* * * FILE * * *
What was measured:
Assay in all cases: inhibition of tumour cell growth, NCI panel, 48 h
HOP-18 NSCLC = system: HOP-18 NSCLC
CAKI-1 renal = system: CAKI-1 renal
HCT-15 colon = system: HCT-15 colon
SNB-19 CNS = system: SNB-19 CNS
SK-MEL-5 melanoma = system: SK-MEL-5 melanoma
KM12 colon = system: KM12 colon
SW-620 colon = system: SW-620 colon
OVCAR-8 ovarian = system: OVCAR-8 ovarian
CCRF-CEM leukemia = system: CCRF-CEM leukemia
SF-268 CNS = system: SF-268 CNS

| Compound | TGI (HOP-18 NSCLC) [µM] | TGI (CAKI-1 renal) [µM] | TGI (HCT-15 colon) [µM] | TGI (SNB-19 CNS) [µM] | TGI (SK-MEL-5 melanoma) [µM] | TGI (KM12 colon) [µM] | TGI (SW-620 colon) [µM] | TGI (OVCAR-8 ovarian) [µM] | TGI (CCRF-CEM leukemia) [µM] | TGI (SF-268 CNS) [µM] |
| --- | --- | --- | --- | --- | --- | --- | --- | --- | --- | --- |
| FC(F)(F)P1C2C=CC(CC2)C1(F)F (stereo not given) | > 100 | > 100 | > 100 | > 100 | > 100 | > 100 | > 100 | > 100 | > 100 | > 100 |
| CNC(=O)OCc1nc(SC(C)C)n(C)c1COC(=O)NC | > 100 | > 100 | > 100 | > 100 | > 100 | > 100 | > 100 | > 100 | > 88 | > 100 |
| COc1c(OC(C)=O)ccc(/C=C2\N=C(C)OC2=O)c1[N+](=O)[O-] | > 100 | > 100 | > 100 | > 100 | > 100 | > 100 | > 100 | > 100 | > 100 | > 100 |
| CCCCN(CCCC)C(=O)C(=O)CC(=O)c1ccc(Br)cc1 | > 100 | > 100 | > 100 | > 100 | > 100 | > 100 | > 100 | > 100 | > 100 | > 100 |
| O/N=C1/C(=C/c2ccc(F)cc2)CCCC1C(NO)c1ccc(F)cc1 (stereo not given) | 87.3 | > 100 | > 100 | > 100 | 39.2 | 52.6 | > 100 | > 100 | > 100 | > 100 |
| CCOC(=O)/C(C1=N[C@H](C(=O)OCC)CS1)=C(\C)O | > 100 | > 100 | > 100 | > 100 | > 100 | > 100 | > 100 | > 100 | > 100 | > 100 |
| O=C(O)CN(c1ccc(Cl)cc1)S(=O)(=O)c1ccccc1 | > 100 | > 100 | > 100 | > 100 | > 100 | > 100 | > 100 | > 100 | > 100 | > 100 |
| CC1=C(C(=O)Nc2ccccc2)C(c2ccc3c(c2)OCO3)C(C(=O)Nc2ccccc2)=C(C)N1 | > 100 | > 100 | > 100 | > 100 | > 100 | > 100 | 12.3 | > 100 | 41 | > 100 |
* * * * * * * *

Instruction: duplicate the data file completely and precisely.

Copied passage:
What was measured:
Assay in all cases: inhibition of tumour cell growth, NCI panel, 48 h
HOP-18 NSCLC = system: HOP-18 NSCLC
CAKI-1 renal = system: CAKI-1 renal
HCT-15 colon = system: HCT-15 colon
SNB-19 CNS = system: SNB-19 CNS
SK-MEL-5 melanoma = system: SK-MEL-5 melanoma
KM12 colon = system: KM12 colon
SW-620 colon = system: SW-620 colon
OVCAR-8 ovarian = system: OVCAR-8 ovarian
CCRF-CEM leukemia = system: CCRF-CEM leukemia
SF-268 CNS = system: SF-268 CNS

| Compound | TGI (HOP-18 NSCLC) [µM] | TGI (CAKI-1 renal) [µM] | TGI (HCT-15 colon) [µM] | TGI (SNB-19 CNS) [µM] | TGI (SK-MEL-5 melanoma) [µM] | TGI (KM12 colon) [µM] | TGI (SW-620 colon) [µM] | TGI (OVCAR-8 ovarian) [µM] | TGI (CCRF-CEM leukemia) [µM] | TGI (SF-268 CNS) [µM] |
| --- | --- | --- | --- | --- | --- | --- | --- | --- | --- | --- |
| FC(F)(F)P1C2C=CC(CC2)C1(F)F (stereo not given) | > 100 | > 100 | > 100 | > 100 | > 100 | > 100 | > 100 | > 100 | > 100 | > 100 |
| CNC(=O)OCc1nc(SC(C)C)n(C)c1COC(=O)NC | > 100 | > 100 | > 100 | > 100 | > 100 | > 100 | > 100 | > 100 | > 88 | > 100 |
| COc1c(OC(C)=O)ccc(/C=C2\N=C(C)OC2=O)c1[N+](=O)[O-] | > 100 | > 100 | > 100 | > 100 | > 100 | > 100 | > 100 | > 100 | > 100 | > 100 |
| CCCCN(CCCC)C(=O)C(=O)CC(=O)c1ccc(Br)cc1 | > 100 | > 100 | > 100 | > 100 | > 100 | > 100 | > 100 | > 100 | > 100 | > 100 |
| O/N=C1/C(=C/c2ccc(F)cc2)CCCC1C(NO)c1ccc(F)cc1 (stereo not given) | 87.3 | > 100 | > 100 | > 100 | 39.2 | 52.6 | > 100 | > 100 | > 100 | > 100 |
| CCOC(=O)/C(C1=N[C@H](C(=O)OCC)CS1)=C(\C)O | > 100 | > 100 | > 100 | > 100 | > 100 | > 100 | > 100 | > 100 | > 100 | > 100 |
| O=C(O)CN(c1ccc(Cl)cc1)S(=O)(=O)c1ccccc1 | > 100 | > 100 | > 100 | > 100 | > 100 | > 100 | > 100 | > 100 | > 100 | > 100 |
| CC1=C(C(=O)Nc2ccccc2)C(c2ccc3c(c2)OCO3)C(C(=O)Nc2ccccc2)=C(C)N1 | > 100 | > 100 | > 100 | > 100 | > 100 | > 100 | 12.3 | > 100 | 41 | > 100 |